Bassam al Haidari was found guilty of offering to work for the Mossad intelligence agency and plotting against the Yemeni government.
Yemen appeals court upholds death sentence on Islamist militant
SANA'A // The Yemen state security appeals court upheld yesterday the death sentence against an Islamist militant, who was convicted of seeking to work for Israeli intelligence. Bassam al Haidari, 27, was found guilty of establishing contacts with the office of former Israeli premier Ehud Olmert through the internet, offering to work for the Mossad intelligence agency and plotting against the Yemeni government.
The court in Sana'a upheld the March 2009 three-year sentence of al Haidari's accomplice, Emad al Raimi, 24, but it reduced from five years to three the sentence against another accomplice, Ali al Mahfal, 25 The prosecution said al Haidari and his accomplices operated under the Organisation of Islamic Jihad and spread false information about attacks against western and Arab embassies. The three, whose trial started January 2009, said they would appeal to Yemen's highest court.
"This is a harsh verdict; the death penalty is too much for the man [al Haidari] as what he did was a sort of lightness and play; he was not serious," said Abdulrehman Berman, al Haidari's lawyer. Mr Ali Askar, the prosecutor, said at the initial trial that al Haidari had contacted the Israeli leadership about forming a partnership. "Bassam al Haidari wrote from his own e-mail address to the Israeli prime minister, Ehud Olmert, in which he said: 'We are the Organisation of Islamic Jihad and you are Jews, but you are honest despite the fact you are the foes of Allah, and we are ready to do anything'," The prosecution also quoted a response from Mr Olmert, in which the former Israeli prime minister offered to support al Haidari as "an agent".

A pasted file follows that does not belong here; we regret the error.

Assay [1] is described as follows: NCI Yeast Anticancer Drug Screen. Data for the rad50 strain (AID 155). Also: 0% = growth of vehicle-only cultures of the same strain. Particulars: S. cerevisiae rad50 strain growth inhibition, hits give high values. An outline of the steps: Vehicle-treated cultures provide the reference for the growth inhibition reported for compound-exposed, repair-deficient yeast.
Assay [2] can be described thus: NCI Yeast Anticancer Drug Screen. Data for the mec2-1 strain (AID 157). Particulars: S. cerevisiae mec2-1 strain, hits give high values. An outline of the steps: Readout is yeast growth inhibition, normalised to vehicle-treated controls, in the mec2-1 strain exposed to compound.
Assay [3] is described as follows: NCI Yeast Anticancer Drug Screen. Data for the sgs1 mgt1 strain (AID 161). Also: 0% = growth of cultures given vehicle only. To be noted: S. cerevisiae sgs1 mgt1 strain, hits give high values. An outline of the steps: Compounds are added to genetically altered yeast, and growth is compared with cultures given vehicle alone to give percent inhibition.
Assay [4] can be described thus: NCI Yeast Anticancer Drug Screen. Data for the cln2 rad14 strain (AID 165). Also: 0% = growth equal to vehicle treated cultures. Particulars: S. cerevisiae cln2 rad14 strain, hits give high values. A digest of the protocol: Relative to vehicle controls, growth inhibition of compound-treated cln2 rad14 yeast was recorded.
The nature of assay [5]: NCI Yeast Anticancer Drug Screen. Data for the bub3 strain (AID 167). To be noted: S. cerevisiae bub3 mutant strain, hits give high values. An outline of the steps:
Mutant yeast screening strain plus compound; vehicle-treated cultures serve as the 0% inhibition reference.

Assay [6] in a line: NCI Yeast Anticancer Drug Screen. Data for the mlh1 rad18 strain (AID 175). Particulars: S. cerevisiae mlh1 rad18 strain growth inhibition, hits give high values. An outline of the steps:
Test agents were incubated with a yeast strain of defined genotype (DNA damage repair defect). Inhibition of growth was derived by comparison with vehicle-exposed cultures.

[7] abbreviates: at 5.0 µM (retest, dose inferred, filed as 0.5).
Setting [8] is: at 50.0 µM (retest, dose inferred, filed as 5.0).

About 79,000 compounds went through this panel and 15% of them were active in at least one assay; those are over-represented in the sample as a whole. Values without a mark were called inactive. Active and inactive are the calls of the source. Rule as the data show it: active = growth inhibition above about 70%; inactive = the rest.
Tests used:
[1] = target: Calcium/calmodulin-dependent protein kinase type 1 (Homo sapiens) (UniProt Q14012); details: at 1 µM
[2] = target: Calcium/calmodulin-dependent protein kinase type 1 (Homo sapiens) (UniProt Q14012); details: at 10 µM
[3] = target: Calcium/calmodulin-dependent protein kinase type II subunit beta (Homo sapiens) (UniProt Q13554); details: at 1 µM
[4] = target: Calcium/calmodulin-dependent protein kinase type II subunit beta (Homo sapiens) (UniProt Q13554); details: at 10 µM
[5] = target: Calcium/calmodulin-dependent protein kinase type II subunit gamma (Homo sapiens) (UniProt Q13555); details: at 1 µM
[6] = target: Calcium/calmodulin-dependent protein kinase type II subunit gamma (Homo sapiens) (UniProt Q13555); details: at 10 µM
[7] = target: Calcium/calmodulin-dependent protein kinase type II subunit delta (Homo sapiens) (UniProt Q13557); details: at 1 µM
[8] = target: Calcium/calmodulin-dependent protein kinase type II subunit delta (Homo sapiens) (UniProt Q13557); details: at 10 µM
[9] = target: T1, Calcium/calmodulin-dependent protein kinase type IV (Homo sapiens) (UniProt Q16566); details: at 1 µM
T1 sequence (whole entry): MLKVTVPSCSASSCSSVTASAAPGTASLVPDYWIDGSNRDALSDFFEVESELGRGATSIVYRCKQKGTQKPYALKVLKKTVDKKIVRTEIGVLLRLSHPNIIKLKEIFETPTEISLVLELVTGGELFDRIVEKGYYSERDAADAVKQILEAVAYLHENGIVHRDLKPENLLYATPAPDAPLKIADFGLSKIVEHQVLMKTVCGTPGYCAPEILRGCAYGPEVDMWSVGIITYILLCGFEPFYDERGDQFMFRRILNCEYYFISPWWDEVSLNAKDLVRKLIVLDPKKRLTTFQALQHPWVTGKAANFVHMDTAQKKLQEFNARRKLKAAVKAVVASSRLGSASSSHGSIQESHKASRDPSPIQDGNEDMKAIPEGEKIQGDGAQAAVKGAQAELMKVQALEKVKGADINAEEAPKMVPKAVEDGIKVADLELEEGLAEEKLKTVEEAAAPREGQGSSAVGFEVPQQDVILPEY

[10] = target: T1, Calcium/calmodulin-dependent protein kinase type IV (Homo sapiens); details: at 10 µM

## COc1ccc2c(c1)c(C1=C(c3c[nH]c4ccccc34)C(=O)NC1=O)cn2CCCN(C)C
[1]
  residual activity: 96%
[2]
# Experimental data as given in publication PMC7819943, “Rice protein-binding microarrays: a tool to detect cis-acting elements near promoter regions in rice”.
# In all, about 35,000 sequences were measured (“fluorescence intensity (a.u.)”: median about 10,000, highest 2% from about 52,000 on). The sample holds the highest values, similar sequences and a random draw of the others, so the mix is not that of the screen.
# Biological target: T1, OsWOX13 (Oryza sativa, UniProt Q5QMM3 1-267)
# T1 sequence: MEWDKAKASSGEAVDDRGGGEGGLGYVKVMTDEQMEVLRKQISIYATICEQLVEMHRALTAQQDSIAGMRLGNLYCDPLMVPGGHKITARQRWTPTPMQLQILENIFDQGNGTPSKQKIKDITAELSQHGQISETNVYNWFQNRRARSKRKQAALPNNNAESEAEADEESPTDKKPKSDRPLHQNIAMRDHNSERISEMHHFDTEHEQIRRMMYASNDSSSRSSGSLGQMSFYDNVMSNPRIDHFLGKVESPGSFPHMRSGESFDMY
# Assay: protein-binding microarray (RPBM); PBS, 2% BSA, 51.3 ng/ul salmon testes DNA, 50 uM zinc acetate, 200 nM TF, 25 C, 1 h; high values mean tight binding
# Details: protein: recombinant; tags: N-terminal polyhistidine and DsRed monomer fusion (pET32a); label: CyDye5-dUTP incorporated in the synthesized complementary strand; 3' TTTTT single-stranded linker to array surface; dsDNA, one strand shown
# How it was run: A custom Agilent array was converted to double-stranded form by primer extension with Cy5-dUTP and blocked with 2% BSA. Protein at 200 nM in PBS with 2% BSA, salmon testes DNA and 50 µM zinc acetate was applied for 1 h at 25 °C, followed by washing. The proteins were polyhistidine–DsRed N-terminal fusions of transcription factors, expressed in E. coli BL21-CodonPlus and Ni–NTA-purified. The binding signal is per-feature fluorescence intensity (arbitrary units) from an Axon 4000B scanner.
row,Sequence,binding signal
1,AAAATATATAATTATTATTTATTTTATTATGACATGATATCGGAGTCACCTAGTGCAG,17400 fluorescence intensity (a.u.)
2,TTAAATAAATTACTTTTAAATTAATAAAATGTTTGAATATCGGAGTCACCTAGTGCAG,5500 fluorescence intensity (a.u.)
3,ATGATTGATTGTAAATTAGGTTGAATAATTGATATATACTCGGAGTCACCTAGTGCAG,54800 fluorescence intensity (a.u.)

The Israeli government had dismissed the whole case as "totally ridiculous". The men were also convicted of trying to extort money from the embassies of the UAE and Saudi Arabia under the threat of attacks. They sent e-mails to the embassies and media outlets, claiming his group had prepared 16 car bombs to attack the presidential palace, the US, Saudi and UAE embassies in Sana'a, as well as the interior ministry building.
The men were also convicted of sending messages to the Yemeni government demanding US$5 million (Dh18.4m) to stop their operations. They were also convicted of sending messages via e-mail and SMS regarding attacks in Sana'a and Hadramaut; claiming responsibility for a suicide bombing in Sayoun City in July 2008 that killed a policeman and wounded 18 people; and vowing to retaliate for a government operation in August 2008 in Hadramaut in which five suspected al Qa'eda in Yemen members were killed, including the group's No 2, Hamza al Quaiti.
The three men said their confessions to prosecution interrogators were forced and the charges against them fabricated by one of the bodyguards of the president of the country. Yemeni authorities arrested six suspects, including al Haidari, in Sana'a shortly after a September 2008 attack on the US embassy that killed 18 people. Ali Abdullah Saleh, the president, later said the six suspects were part of an Islamist "terrorist cell" with links to Israeli intelligence that had been dismantled.